Advanced planting technologies can reduce labor, seed and other input costs, and increase profits, says a University of Missouri Extension cereal crops specialist.
These technologies include automatic section control (ASC), as-planted maps, variable-rate seeding, precision seed metering, auto steering, yield monitoring, and on-farm research, said Brent Myers during the recent Crop Injury Diagnostic Clinic sponsored by MU Extension and the MU College of Agriculture, Food and Natural Resources.
A farm implement equipped with ASC knows where to plant and can sense where it has already planted, reducing skipped areas and overlap of planted areas. It can shut itself off when finished.
“There are good economic reasons to do this,” Myers said, citing savings in seed costs and harvest time.
There are costs associated with ASC, he said. A spreadsheet tool from the University of Tennessee-Knoxville lets producers compare lost revenue from reduced yield on overlaps to additional costs for seed, treatments and equipment. The Automatic Section Control for Planters Cost Calculator is available for download at economics.ag.utk.edu/asccc.html.
Assuming that producers already have some system components, such as a field computer and GPS system from a yield monitoring system, additional ASC component costs include compatible planters, software activation, planter controllers and row clutches. Based on a 12-row system, costs run $8,100 to $13,000.
Myers demonstrated the use of the UT software on a 1,000-acre farm planted equally in soybeans and corn to examine the years of repayment needed to recover costs of ASC. He concluded that it would take less than one year to recoup costs in a 1,000-acre farm with high overlap severity, and 2.6 years for medium overlap severity. A farm with a 25-50-25 mix of fields with low, medium and high overlap severity—a good estimate for many Missouri farms—would take about three years to pay for ASC. It would take 10.4 years to recoup costs in farms with low overlap severity, and probably would not be financially beneficial, Myers said.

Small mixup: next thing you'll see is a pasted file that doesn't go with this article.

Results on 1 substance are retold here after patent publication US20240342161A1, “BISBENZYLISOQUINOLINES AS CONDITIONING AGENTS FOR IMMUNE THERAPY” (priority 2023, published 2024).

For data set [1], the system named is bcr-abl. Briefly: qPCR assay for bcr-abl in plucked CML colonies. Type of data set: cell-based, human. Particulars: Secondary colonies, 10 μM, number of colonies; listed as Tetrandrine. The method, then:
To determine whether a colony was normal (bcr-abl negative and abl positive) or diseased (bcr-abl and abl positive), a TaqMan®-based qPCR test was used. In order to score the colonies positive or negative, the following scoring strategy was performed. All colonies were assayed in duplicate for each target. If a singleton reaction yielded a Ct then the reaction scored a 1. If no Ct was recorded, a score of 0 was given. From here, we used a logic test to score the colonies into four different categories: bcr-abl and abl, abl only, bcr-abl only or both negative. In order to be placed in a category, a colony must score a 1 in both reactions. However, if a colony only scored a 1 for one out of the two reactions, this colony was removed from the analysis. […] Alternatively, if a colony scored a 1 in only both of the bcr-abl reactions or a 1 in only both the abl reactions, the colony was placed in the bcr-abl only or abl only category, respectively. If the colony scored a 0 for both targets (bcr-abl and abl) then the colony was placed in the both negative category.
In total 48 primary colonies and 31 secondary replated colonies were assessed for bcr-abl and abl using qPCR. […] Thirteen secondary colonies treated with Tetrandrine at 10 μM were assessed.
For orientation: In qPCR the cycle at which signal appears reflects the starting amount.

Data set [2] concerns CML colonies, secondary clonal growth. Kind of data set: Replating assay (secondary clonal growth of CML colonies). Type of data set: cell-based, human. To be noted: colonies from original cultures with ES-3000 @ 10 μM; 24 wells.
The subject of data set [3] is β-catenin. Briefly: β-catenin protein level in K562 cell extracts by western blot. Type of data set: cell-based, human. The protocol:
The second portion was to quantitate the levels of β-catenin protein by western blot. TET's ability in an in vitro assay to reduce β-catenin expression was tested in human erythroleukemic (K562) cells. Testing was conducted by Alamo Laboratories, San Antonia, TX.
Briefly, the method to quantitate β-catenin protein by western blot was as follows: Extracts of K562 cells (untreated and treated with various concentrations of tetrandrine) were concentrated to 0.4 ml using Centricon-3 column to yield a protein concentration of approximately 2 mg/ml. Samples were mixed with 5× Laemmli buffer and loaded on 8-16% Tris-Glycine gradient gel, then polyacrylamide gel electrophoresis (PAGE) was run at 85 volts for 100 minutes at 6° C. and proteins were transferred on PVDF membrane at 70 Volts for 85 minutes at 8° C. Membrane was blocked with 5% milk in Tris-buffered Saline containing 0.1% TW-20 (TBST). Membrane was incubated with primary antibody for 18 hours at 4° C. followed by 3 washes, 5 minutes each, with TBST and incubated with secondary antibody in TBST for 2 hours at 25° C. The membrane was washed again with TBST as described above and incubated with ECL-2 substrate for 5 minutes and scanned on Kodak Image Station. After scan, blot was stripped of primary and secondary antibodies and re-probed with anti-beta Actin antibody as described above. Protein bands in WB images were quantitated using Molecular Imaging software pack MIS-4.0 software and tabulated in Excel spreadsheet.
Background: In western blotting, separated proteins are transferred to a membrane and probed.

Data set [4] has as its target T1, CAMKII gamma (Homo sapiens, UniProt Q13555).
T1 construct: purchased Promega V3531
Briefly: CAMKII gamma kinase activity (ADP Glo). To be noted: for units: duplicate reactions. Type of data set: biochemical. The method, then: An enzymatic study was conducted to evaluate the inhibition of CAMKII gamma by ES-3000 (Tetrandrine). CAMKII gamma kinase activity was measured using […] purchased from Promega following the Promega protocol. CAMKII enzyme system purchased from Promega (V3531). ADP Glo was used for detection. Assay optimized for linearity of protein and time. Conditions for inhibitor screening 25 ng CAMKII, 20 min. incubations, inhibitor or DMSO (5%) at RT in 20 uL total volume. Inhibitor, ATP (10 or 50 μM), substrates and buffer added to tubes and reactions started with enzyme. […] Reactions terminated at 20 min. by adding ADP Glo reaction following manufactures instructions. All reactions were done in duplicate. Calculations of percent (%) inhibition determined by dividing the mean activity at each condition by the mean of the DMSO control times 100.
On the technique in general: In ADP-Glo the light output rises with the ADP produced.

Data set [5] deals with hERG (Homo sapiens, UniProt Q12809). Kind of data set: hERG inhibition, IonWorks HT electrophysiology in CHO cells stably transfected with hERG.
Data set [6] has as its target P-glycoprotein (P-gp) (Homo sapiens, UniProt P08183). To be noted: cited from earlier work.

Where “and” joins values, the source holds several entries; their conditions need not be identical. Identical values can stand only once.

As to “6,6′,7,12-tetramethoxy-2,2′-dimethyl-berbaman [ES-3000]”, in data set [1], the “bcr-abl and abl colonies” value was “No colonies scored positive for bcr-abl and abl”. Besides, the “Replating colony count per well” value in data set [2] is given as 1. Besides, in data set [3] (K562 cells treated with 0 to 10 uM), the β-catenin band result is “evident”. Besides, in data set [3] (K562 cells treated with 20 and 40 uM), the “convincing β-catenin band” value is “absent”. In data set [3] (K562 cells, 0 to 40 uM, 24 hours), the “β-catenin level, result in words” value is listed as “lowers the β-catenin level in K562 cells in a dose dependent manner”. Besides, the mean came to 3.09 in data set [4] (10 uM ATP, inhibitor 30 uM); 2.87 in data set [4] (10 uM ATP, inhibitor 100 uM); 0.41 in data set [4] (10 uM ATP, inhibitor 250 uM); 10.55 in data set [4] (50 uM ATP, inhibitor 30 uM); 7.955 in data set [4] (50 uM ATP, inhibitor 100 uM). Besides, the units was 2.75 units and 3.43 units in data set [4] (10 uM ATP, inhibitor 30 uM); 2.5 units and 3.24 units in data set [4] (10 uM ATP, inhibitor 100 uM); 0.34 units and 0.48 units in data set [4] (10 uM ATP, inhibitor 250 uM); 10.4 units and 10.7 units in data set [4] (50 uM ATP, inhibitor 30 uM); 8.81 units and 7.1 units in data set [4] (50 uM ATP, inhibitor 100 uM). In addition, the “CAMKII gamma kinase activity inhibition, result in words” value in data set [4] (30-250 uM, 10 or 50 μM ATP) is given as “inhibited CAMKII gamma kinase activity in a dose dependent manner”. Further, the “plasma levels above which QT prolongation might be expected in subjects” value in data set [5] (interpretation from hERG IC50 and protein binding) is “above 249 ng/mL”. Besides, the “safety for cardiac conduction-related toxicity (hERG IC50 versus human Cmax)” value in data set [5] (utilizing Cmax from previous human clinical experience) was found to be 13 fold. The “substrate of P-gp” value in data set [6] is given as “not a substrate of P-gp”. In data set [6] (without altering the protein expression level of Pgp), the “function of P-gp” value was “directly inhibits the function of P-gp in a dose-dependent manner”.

There are intangible benefits for the farmer, including reduced fatigue, improved concentration, greater efficiency and simplicity. “Reduced stress at the end of every planter pass and not having to fight end rows during harvest is a paradigm shift,” Myers said. “It makes both planting and harvesting a lot easier.”
Myers said yield map analysis has become an important tool for farmers, and will be more so into the future. He warns that yield map analysis is hindered without important management data and recommends the collection and use of as-planted maps. As-planted maps provide important management details such as planting date, precipitation and temperature, hybrid, and areas planted. This can often change within a field boundary in ways that are difficult to recall.
“Producers will need to know the details of a planting operation five or 10 years down the road,” Myers said. “Planting date, for instance, can have a larger influence on yield than many of the factors causing variability within a field.”
Myers expects that the development of more advanced tools for produces will make as-planted data a necessity.
Data like this is also needed to use variable-rate seeding technology. Equipment is now capable of planting different amounts of seed in areas of the same field, based upon yield, soil or landscape variability.
But Myers cautions that “the agronomy is behind the technology.” Farmers should consider on-farm research as a key tool for making variable-rate seeding work. Local and multiyear data from check areas or test strips in contrasting parts of a field can help producers see if they are getting good variable-rate prescriptions.
“Seeding rate response in corn can vary a lot from year to year,” Myers says. “A multiyear perspective is needed to dial in on the correct range of seeding rates.” New technology and accurate record keeping will help producers make those decisions in the future.